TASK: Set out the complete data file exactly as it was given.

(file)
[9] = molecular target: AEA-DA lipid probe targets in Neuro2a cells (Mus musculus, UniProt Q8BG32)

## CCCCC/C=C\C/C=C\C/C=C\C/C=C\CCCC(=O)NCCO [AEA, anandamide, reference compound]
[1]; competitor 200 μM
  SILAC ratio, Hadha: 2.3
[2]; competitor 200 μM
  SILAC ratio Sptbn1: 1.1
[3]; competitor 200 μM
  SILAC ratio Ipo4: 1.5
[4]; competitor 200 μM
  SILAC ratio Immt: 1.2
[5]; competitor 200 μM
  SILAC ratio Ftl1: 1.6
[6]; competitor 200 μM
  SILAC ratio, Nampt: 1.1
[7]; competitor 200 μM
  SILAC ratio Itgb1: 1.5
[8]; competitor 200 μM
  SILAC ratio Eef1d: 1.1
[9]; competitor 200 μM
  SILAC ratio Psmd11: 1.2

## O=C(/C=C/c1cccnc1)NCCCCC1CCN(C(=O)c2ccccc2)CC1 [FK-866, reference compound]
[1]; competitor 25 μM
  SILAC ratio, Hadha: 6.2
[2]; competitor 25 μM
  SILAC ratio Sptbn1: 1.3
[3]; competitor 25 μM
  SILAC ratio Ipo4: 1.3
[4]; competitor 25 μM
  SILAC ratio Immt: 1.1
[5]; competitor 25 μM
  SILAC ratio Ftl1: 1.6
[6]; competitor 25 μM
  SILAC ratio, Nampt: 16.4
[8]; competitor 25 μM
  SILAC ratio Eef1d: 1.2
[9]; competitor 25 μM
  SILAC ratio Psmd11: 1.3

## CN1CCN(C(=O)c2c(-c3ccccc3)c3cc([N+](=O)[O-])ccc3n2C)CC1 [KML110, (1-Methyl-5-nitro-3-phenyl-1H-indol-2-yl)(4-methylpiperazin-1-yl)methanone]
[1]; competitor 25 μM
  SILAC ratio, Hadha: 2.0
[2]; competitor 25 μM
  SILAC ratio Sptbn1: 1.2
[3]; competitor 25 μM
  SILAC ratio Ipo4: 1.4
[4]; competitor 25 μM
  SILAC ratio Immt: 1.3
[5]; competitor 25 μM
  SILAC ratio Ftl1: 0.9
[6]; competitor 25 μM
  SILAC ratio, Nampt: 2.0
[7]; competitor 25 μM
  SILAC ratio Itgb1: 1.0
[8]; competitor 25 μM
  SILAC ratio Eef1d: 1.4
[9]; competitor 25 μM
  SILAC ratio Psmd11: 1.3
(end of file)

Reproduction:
[9] = molecular target: AEA-DA lipid probe targets in Neuro2a cells (Mus musculus, UniProt Q8BG32)

## CCCCC/C=C\C/C=C\C/C=C\C/C=C\CCCC(=O)NCCO [AEA, anandamide, reference compound]
[1]; competitor 200 μM
  SILAC ratio, Hadha: 2.3
[2]; competitor 200 μM
  SILAC ratio Sptbn1: 1.1
[3]; competitor 200 μM
  SILAC ratio Ipo4: 1.5
[4]; competitor 200 μM
  SILAC ratio Immt: 1.2
[5]; competitor 200 μM
  SILAC ratio Ftl1: 1.6
[6]; competitor 200 μM
  SILAC ratio, Nampt: 1.1
[7]; competitor 200 μM
  SILAC ratio Itgb1: 1.5
[8]; competitor 200 μM
  SILAC ratio Eef1d: 1.1
[9]; competitor 200 μM
  SILAC ratio Psmd11: 1.2

## O=C(/C=C/c1cccnc1)NCCCCC1CCN(C(=O)c2ccccc2)CC1 [FK-866, reference compound]
[1]; competitor 25 μM
  SILAC ratio, Hadha: 6.2
[2]; competitor 25 μM
  SILAC ratio Sptbn1: 1.3
[3]; competitor 25 μM
  SILAC ratio Ipo4: 1.3
[4]; competitor 25 μM
  SILAC ratio Immt: 1.1
[5]; competitor 25 μM
  SILAC ratio Ftl1: 1.6
[6]; competitor 25 μM
  SILAC ratio, Nampt: 16.4
[8]; competitor 25 μM
  SILAC ratio Eef1d: 1.2
[9]; competitor 25 μM
  SILAC ratio Psmd11: 1.3

## CN1CCN(C(=O)c2c(-c3ccccc3)c3cc([N+](=O)[O-])ccc3n2C)CC1 [KML110, (1-Methyl-5-nitro-3-phenyl-1H-indol-2-yl)(4-methylpiperazin-1-yl)methanone]
[1]; competitor 25 μM
  SILAC ratio, Hadha: 2.0
[2]; competitor 25 μM
  SILAC ratio Sptbn1: 1.2
[3]; competitor 25 μM
  SILAC ratio Ipo4: 1.4
[4]; competitor 25 μM
  SILAC ratio Immt: 1.3
[5]; competitor 25 μM
  SILAC ratio Ftl1: 0.9
[6]; competitor 25 μM
  SILAC ratio, Nampt: 2.0
[7]; competitor 25 μM
  SILAC ratio Itgb1: 1.0
[8]; competitor 25 μM
  SILAC ratio Eef1d: 1.4
[9]; competitor 25 μM
  SILAC ratio Psmd11: 1.3